Mathematics Stack Exchange is a question and answer site for people studying math at any level and professionals in related fields. Join them; it only takes a minute:

Sign up
Here's how it works:
  1. Anybody can ask a question
  2. Anybody can answer
  3. The best answers are voted up and rise to the top

I have a grid 5x5 and I have to fill 16 little squares with a diagonal


  • You cannot place more than 1 diagonal in each square
  • The diagonals cannot touch each other (example bellow)

not allowed

Click here to view the solution

But what I seek here is a mathematical solution for this puzzle, I don't even know where to start looking for information.

Can someone explain how do I solve this puzzle using equations?

share|cite|improve this question

Think of it this way: You have a 5x5 array, and you need to fill it with values 0, 1, or -1, with three restrictions:

  1. The cells sharing an edge with a cell with a $\pm 1$ cannot contain a $\mp 1$.
  2. If a cell contains a 1, the adjacent cells to the top-left and bottom-right cannot also contain a 1.
  3. If a cell contains a -1, the adjacent cells to the bottom-left and top-right cannot also contain a -1.

Here, cells containing a "1" have a diagonal running top-left to bottom-right, and cells containing a "-1" have a diagonal running the other way. Cells containing 0 do not have a diagonal at all.

So, for the example grid you provide, you start with the grid:

$$ \begin{matrix}0&0&-1&0&0\\0&-1&0&-1&1\\0&0&0&0&0\\0&0&0&0&0\\0&0&0&0&0\end{matrix} $$

I don't think there's "a mathematical solution" to it - that is, I doubt that one could immediately find the "right answer" without some level of trial and error. But it does give a good starting point to automating the search, if you want to try solving it computationally.

share|cite|improve this answer
Maybe the $+1$ cells should be those whose diagonal slope is positive (from lower left to upper right). That is only a suggestion since positive slope diagonals would be naturally associated to a positve number. But the restatement of the problem is nice, +1. – coffeemath Mar 24 '13 at 8:54

I have written a brute force search, which seems to work. But it would take days to inspect the $3^{25} = 847,288,609,443$ configurations or reimplementation of some parts in C.

Some feasible solutions from a random walk:

[ 45.33%] [1100201102001021010210022]  found: len = 14 [max = 14]

 / / . . \
 . / / . \
 . . / . \
 / . / . \
 / . . \ \

[ 41.74%] [1020210202102021101001001]  found: len = 14 [max = 14]

 / . \ . \
 / . \ . \
 / . \ . \
 / / . / .
 . / . . /

[ 99.59%] [2222200000102011000011111]  found: len = 14 [max = 14]

 \ \ \ \ \
 . . . . .
 / . \ . /
 / . . . .
 / / / / /

[ 38.82%] [1011110001111010000011111]  found: len = 15 [max = 15]

 / . / / /
 / . . . /
 / / / . /
 . . . . .
 / / / / /
share|cite|improve this answer
I think there are only 95 possible patterns for any given row, as $1$ and $-1$ can't be adjacent. That reduces the search space to $95^5=7.7$ billion, or just one percent of the starting point. – Michael Oct 27 '15 at 10:03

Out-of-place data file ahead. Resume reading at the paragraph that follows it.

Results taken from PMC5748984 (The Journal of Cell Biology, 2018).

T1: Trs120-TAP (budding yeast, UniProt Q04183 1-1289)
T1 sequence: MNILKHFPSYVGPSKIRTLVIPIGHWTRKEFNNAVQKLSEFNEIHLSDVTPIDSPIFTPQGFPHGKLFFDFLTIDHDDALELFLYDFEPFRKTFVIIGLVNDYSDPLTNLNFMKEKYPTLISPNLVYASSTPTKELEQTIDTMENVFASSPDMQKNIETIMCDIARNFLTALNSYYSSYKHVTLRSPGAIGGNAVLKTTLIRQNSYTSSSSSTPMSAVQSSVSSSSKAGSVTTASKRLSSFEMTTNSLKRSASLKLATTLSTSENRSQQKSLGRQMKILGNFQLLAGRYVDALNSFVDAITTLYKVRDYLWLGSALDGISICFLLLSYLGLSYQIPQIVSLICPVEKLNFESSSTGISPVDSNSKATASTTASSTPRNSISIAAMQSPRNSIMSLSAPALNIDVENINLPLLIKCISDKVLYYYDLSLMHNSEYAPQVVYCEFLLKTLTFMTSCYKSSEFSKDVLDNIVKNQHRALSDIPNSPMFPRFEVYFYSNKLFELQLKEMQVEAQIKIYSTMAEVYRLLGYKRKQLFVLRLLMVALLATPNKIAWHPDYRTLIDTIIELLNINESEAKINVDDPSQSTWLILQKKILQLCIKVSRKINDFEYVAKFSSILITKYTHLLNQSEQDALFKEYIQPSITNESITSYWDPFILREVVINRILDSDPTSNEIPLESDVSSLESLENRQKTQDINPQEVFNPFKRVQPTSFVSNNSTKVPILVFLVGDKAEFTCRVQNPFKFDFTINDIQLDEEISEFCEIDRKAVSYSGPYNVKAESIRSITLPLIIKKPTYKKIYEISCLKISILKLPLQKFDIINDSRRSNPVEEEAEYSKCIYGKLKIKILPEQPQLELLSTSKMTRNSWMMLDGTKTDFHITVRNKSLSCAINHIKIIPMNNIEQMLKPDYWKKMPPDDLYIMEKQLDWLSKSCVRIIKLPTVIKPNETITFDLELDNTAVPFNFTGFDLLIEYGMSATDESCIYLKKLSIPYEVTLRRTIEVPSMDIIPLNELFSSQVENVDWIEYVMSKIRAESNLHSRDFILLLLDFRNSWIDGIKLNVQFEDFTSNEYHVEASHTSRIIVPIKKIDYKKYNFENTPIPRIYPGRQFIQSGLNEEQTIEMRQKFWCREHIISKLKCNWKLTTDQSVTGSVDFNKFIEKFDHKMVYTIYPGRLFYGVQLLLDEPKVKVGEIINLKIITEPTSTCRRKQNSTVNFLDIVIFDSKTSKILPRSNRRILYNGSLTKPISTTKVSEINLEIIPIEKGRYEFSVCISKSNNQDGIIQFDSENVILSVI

Build a $95\times95$ table that shows which rows may be adjacent to which other rows. That replaces repeated comparisons with a lookup. – Michael Oct 27 '15 at 10:10
Sounds good. The idea might be used for the columns as well, should be the same table. – mvw Oct 27 '15 at 10:16

Between two adjacent rows of squares is a row of six corners. Each diagonal uses up one of them, so at most six diagonals in two adjacent rows.
At most six diagonals in rows 1-2, six in rows 3-4, so at least four in row 5 to make sixteen. In the same way, rows 3 and 1 have at least four diagonals.
So rows 2 and 4 have at most two diagonals, or else you get more than six in two adjacent rows.

Seventeen is impossible: Since Row1+Row2 has at most six diagonals, and so does Row3+Row4, you need five diagonals in Row5. For the same reason, you need five in Row3 and Row1. But then you need one in either Row2 or Row4, and the only free corners do not allow a diagonal to join them.

Row3 can't have five diagonals: If it did, Row2 and Row4 could have only one each. That makes seven, leaving nine more between Row1 and Row5. So Row1 or Row5 has five as well. But, just as for the 'seventeen' case, if Row1 and Row3 both have five then Row2 must be empty; so Row4 and Row5 have six between them to make sixteen; So Row5 has five diagonals; so Row4 is empty; and we only have fifteen diagonals.

So Row3 has at most 4. Row1 and Row2 have at most six between them, and so do Row4 and Row5. So to make sixteen total, Row1 and Row2 have exactly six between them, as do Row4 and Row5. There are no spare corners between Row1 and Row2, nor between Row4 and Row5. So, once Row1 is chosen, there are at most four choices for Row2; and similar for Row5 and Row4.

There are 18 possible Row1s with at least four diagonals. There are 16 possible Row3s with exactly four diagonals.

Take the 18 possible Row1s, pair each with its possible Row2 to get a few dozen Row1Row2 pairs. For each pair, check which of the sixteen possible Row3s fits with the particular Row2. Having gone through all Row1Row2 pairs, you have a subset of the sixteen which can be part of a Row1RowRow3 triple.
To check whether that Row3 can attach to a Row4 and Row5, you just have to mirror-reflect it so that rising diagonals become falling diagonals, and check whether that reflection can be part of a Row1Row2Row3 triple.

This is a few hundred comparisons, that might take ten minutes by hand.

share|cite|improve this answer

Your Answer


By posting your answer, you agree to the privacy policy and terms of service.

Not the answer you're looking for? Browse other questions tagged or ask your own question.